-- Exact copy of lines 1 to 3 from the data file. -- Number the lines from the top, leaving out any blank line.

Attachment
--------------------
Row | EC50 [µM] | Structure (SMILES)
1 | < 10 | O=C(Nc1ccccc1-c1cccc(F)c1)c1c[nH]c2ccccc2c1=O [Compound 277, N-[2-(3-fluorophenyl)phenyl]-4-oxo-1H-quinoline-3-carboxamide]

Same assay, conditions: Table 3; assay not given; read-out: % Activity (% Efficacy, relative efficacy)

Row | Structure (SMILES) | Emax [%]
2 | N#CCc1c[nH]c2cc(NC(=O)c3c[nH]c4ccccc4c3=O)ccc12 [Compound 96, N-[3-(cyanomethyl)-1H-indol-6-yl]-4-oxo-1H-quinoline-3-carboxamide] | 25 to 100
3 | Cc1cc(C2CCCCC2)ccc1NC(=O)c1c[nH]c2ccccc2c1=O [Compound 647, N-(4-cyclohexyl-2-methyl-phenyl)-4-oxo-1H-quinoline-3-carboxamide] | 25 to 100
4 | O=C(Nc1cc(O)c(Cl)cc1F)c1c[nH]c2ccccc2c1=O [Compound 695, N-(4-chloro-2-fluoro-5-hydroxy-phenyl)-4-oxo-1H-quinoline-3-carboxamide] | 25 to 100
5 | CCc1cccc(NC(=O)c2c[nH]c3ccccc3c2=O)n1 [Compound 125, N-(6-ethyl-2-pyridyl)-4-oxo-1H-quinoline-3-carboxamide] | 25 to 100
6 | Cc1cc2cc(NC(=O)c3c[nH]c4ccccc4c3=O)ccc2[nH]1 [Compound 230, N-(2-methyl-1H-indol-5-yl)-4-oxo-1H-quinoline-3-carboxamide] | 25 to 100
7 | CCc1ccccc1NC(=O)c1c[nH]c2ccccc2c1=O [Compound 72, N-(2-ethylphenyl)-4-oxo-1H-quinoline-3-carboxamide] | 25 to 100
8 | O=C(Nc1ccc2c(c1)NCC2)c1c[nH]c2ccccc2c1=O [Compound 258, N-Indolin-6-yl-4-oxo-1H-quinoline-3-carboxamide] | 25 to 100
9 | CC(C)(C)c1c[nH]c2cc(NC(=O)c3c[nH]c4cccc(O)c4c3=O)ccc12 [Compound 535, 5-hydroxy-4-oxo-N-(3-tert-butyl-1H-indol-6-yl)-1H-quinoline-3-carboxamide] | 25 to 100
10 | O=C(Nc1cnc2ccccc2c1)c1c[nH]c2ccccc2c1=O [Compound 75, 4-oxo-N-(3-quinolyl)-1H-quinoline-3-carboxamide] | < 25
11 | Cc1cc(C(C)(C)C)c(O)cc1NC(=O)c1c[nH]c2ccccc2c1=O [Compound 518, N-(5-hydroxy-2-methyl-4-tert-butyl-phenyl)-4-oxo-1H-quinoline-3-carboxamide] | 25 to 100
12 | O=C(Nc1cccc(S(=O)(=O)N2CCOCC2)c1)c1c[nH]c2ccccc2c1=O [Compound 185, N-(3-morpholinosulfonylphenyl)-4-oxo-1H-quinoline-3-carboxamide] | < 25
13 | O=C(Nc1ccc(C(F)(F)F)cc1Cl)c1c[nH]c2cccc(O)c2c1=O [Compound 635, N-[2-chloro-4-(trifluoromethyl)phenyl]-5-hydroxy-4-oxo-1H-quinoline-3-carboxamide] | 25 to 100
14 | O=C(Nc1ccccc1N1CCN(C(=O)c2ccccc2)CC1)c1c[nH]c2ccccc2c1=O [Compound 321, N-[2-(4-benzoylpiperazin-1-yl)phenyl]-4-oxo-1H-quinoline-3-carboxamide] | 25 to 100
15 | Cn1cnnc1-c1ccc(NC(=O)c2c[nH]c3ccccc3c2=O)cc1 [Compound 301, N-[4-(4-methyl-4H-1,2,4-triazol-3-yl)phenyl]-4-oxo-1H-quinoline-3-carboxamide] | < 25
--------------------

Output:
Row | EC50 [µM] | Structure (SMILES)
1 | < 10 | O=C(Nc1ccccc1-c1cccc(F)c1)c1c[nH]c2ccccc2c1=O [Compound 277, N-[2-(3-fluorophenyl)phenyl]-4-oxo-1H-quinoline-3-carboxamide]

Same assay, conditions: Table 3; assay not given; read-out: % Activity (% Efficacy, relative efficacy)